Organic Produce Markets Report Soaring Business Following Scares
SAN FRANCISCO (AP) _ Organic produce markets across California reported a dramatic jump in sales Wednesday following controversies involving Chilean fruit and commercial apples.
Sales of organically grown fruits, vegetables and juices ran as high as 35 percent above normal at some markets, and growers of the produce feared demand could soon exceed supply.
″Our organic sales have increased dramatically because of all the publicity that has been in the media in the last two weeks,″ said Kim Kaput, a produce buyer for Rainbow Grocery Inc. of San Francisco.
″We absolutely have more people coming in,″ said Jimmy Ilson, a produce worker with Real Food Co., a chain of six markets in San Francisco and Marin County. ″A lot of more mainstream people are coming in - people who would be shopping at Safeway.″
Ilson said sales at one market in San Francisco increased at least 25 percent since apple bans were imposed by some school districts and after stores nationwide were advised to remove fresh fruits from Chile because of cyanide traces found in seedless red grapes.
In Southern California, Sandy Gooch, an owner of six Mrs. Gooch’s markets, reported record sales. Ted McCaskey, manager of Erewhon Natural Foods in Los Angeles, estimated a 5 percent increase in customers.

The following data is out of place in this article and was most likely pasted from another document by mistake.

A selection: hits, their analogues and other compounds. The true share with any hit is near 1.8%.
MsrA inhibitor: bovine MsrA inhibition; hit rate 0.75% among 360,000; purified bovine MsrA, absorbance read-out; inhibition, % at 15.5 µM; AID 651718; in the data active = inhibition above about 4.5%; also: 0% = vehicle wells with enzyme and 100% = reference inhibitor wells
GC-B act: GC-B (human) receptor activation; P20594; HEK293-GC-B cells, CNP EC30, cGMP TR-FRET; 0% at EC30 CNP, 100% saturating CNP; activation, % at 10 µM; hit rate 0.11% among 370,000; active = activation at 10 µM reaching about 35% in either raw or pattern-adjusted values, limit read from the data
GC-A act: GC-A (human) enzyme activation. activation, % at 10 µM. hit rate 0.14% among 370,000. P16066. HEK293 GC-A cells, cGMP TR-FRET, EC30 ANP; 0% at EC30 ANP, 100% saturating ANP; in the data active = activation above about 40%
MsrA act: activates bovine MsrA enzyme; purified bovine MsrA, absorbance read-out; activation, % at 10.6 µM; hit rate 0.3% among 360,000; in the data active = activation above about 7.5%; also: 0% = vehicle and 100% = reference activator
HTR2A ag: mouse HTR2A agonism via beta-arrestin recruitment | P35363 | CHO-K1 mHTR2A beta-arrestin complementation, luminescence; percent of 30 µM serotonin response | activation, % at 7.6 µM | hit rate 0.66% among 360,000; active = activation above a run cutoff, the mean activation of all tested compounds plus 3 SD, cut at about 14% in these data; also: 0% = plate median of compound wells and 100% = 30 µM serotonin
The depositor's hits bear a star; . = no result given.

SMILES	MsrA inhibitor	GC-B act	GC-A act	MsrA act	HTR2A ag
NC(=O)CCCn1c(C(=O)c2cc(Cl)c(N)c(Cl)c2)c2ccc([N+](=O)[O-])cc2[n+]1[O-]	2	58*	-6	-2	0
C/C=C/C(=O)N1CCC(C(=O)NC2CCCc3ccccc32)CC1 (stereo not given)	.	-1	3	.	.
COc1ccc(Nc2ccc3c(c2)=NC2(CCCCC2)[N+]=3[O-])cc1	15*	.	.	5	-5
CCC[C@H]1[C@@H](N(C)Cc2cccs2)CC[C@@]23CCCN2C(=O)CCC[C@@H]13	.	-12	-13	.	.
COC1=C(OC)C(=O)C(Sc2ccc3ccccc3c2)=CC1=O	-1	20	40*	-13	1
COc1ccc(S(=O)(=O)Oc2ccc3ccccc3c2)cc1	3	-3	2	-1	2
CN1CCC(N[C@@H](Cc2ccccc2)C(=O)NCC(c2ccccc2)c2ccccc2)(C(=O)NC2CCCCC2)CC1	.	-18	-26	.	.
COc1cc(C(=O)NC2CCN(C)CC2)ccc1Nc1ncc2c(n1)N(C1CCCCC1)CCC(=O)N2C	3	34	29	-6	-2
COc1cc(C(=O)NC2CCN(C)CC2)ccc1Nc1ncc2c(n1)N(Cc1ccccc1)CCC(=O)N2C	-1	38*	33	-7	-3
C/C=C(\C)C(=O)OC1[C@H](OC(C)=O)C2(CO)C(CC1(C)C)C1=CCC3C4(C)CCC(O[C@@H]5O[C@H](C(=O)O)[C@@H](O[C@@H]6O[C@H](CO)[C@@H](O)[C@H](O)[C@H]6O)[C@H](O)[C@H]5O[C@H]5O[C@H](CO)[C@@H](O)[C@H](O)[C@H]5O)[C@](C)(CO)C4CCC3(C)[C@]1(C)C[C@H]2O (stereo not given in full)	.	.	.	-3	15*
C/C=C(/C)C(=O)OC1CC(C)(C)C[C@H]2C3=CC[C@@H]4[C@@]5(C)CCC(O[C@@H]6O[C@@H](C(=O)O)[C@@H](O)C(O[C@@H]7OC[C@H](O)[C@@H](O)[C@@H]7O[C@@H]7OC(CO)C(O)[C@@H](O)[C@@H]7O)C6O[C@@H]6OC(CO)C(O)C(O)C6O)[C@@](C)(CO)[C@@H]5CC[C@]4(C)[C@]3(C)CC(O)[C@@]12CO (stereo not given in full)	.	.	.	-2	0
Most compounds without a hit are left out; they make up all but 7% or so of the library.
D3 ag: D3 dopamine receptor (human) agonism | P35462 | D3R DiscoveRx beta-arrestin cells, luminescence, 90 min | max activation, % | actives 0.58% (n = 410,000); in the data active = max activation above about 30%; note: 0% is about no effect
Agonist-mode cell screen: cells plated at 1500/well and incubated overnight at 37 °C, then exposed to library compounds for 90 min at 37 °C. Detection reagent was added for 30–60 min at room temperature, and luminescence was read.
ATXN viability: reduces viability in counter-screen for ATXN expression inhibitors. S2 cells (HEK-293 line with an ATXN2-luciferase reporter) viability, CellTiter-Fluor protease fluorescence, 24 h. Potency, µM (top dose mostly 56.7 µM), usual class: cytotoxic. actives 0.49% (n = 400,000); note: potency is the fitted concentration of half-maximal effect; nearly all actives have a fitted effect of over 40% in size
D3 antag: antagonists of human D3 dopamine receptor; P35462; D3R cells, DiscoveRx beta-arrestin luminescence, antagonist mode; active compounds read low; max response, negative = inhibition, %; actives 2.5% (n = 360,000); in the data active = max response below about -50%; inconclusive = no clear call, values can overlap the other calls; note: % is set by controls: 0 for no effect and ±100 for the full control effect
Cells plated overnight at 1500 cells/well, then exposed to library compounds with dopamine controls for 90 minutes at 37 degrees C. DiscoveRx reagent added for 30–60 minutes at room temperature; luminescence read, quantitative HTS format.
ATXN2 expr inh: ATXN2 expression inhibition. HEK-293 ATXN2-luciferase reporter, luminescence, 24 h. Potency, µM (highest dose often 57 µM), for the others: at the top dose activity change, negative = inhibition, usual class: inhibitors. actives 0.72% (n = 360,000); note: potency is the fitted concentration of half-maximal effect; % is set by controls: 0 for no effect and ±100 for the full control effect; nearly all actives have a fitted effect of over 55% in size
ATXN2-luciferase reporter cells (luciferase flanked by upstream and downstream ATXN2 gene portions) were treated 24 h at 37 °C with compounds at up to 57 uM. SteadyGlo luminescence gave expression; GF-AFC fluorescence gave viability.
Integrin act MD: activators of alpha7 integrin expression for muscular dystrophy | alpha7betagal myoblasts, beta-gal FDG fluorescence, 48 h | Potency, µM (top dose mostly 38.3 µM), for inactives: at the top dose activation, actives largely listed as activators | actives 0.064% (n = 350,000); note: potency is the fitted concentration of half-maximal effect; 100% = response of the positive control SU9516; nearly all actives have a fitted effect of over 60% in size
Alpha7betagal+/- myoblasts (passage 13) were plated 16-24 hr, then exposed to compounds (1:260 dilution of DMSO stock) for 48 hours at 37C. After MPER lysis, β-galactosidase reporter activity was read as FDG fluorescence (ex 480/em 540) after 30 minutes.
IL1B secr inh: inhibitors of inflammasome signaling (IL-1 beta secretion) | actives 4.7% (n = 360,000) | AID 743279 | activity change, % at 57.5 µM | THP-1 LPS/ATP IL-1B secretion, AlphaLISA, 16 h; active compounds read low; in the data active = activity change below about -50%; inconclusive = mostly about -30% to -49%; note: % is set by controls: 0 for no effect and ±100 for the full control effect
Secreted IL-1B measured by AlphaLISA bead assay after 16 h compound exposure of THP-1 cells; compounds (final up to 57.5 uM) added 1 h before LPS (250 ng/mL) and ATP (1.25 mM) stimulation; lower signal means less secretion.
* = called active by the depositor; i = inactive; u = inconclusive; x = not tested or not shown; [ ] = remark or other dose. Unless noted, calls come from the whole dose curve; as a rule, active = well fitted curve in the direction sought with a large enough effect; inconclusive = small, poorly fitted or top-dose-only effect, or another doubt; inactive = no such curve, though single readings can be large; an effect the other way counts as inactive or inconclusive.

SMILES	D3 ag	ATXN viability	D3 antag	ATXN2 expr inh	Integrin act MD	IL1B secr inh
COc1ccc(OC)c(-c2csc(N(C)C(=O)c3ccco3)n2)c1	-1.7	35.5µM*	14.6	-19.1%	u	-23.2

Mike Duncan, co-owner of Cal-Organic Farms in Lamont, south of Bakersfield, said heightened demand for organic produce began when ″60 Minutes″ broadcast a report recently on a chemical used on some apples.
Under California law, produce can be called organic if no synthetic chemicals have been applied since 12 months prior to planting or bud break, said Phil McGee, administrative assistant for Santa Cruz-based California Certified Organic Farmers, an association of about 400 growers.
The organization goes even further before certifying a farm as organic. The process takes at least a year and includes soil residue analysis, inspection of the farm by an independent inspector, a notarized affidavit and full disclosure of materials used in production and a land history for 10 years, McGee said.
Apple bans at schools across the country - including San Francisco, Los Angeles, Chicago and New York - were spurred by a report last month on the alleged cancer risk of a chemical used on some apples.
The report, by the private Natural Resources Defense Council, claimed that children are at risk from Alar, a chemical used on some apples. Alar, the brand name for Daminozide, is used to improve the coloring of apples and slow ripening. But it is also suspected of causing cancer.
Meanwhile, the discovery of cyanide in two grapes from Chile, following a threatening phone call to a U.S. Embassy, led the Food and Drug Administration on Monday to recommend that grocers strip their shelves of fruits imported from that country.